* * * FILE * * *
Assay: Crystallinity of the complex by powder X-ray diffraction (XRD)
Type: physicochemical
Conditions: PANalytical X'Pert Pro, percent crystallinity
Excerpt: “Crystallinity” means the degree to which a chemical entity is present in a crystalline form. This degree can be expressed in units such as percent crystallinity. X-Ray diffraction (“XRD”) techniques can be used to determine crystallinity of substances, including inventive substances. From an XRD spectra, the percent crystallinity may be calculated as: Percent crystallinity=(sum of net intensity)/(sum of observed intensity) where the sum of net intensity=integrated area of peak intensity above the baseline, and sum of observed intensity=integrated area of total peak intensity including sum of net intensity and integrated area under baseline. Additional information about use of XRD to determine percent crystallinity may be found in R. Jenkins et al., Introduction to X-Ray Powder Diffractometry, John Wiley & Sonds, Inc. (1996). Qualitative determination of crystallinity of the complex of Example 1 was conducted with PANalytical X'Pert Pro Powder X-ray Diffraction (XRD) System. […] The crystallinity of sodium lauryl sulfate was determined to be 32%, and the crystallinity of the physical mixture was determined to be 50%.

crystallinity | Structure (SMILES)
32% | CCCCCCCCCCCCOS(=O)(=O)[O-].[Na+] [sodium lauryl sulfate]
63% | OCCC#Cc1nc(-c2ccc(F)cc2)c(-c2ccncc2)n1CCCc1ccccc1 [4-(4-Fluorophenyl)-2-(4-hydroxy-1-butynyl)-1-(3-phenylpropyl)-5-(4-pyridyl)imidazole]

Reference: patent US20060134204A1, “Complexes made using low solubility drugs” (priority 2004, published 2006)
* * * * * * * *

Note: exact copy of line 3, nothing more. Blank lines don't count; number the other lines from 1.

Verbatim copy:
Conditions: PANalytical X'Pert Pro, percent crystallinity